Cereghini agrees with Jones’ interpretation. “The bellwether trial is a high-visibility trial that sends a message,” he says. “The parties on both sides are looking at this trial to gauge the strength of the majority of the other cases and claims that are pending or might be filed.”
Plaintiffs examine the outcomes of bellwether trials in order to decide whether similar cases should be abandoned or settled for nominal amounts, or whether the litigation might proceed to a point that could result in a significant settlement from the defendants. On the other hand, defendants evaluate bellwether cases to assess how strong the defense is, and what their strategy should be going forward.
Professor Alexandra Lahav of the University of Connecticut School of Law says more judges have been structuring consolidated mass tort cases into bellwether trials over the past five years. “Since the Vioxx litigation was resolved [in 2007], it’s become increasingly popular,” particularly in pharmaceutical cases, she says.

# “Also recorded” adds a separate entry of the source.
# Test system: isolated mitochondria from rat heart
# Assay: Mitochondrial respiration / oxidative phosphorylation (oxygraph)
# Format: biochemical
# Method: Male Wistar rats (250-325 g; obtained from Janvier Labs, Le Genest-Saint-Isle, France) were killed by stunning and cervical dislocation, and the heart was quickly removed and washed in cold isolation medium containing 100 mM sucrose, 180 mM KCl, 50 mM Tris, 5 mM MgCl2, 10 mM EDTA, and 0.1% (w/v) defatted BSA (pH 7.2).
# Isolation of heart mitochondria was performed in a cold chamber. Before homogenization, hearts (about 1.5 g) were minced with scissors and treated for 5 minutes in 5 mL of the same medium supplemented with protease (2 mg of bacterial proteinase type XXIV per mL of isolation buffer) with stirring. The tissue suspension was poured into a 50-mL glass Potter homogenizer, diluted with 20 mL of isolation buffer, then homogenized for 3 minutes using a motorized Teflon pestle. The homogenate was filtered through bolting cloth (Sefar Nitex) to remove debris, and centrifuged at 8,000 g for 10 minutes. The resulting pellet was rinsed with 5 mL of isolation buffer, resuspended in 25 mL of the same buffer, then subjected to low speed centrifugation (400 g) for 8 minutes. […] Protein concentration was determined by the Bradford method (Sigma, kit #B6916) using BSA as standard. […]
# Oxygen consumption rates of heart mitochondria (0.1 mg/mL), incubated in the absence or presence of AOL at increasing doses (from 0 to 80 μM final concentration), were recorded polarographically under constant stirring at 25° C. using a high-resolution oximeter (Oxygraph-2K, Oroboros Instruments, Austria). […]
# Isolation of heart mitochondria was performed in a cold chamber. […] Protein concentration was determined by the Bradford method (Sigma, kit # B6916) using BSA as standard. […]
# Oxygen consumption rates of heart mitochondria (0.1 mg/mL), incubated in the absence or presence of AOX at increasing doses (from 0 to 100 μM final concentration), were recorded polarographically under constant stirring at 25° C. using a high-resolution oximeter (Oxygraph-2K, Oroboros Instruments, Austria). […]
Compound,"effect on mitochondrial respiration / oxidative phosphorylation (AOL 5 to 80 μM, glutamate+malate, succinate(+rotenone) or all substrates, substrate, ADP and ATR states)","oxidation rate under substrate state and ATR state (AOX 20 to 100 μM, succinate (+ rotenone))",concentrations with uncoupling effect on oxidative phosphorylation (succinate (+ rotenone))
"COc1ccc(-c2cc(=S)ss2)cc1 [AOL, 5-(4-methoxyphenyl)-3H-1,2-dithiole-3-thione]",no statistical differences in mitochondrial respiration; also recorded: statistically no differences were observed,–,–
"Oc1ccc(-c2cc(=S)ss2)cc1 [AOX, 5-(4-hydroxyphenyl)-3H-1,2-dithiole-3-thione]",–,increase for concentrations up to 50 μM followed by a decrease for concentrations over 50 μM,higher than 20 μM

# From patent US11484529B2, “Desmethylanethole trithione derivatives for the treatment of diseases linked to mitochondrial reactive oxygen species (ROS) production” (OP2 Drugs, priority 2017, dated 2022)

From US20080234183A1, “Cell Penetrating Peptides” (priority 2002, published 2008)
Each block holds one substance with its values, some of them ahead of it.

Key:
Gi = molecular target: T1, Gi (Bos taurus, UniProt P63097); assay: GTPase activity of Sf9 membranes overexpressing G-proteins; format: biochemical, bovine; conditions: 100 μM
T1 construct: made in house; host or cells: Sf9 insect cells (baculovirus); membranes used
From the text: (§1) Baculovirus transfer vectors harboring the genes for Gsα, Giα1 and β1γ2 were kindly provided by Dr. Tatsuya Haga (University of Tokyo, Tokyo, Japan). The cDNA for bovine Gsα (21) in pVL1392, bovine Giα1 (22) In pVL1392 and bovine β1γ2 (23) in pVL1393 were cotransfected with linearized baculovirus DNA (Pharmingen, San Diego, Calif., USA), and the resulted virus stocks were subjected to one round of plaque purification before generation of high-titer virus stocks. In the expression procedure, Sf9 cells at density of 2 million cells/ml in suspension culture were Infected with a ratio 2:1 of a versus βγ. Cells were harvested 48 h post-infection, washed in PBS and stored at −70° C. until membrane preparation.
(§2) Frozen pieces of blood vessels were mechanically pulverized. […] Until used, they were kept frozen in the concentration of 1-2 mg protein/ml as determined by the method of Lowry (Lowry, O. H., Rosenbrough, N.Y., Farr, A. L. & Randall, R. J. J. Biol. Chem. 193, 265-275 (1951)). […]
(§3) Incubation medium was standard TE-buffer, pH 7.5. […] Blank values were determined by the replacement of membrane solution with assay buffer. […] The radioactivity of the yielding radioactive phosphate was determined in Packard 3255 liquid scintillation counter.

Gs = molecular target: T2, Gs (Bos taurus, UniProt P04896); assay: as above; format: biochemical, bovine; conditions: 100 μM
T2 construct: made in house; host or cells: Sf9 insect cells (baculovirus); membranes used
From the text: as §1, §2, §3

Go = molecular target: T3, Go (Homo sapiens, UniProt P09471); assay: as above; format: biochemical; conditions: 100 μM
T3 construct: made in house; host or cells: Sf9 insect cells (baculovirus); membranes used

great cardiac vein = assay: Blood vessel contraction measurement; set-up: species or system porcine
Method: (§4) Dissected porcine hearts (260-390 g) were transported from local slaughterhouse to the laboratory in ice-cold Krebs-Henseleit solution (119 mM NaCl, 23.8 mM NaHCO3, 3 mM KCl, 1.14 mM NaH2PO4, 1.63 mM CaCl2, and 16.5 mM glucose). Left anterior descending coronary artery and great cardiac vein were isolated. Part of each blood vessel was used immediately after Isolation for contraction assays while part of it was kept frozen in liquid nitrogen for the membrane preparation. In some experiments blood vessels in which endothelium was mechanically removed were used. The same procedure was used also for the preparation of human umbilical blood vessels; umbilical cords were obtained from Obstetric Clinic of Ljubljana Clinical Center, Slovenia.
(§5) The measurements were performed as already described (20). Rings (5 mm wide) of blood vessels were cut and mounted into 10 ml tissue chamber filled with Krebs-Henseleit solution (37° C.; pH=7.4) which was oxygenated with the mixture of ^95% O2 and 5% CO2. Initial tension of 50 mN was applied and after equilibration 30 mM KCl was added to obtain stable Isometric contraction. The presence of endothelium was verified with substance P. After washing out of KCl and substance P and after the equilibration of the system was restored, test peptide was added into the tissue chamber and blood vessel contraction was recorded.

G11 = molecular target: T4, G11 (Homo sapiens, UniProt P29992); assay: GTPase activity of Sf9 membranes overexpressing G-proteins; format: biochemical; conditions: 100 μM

In the Vioxx litigation, nearly 50,000 plaintiffs claimed Merck’s painkiller Vioxx caused heart attacks, strokes and other major health problems. Merck fought the claims and prevailed in four of five total Vioxx bellwether trials. The company then agreed to settle the remaining cases for $4.85 billion, which was much less than the initial liability estimates of $50 billion or more.
Lahav says individual settlements in the Vioxx litigation were easily computable because plaintiffs lawyers created an online calculator in which people who claimed to be harmed by Vioxx could input their personal conditions and damages and receive a prediction of the amount to which they were entitled. The calculator is still posted online.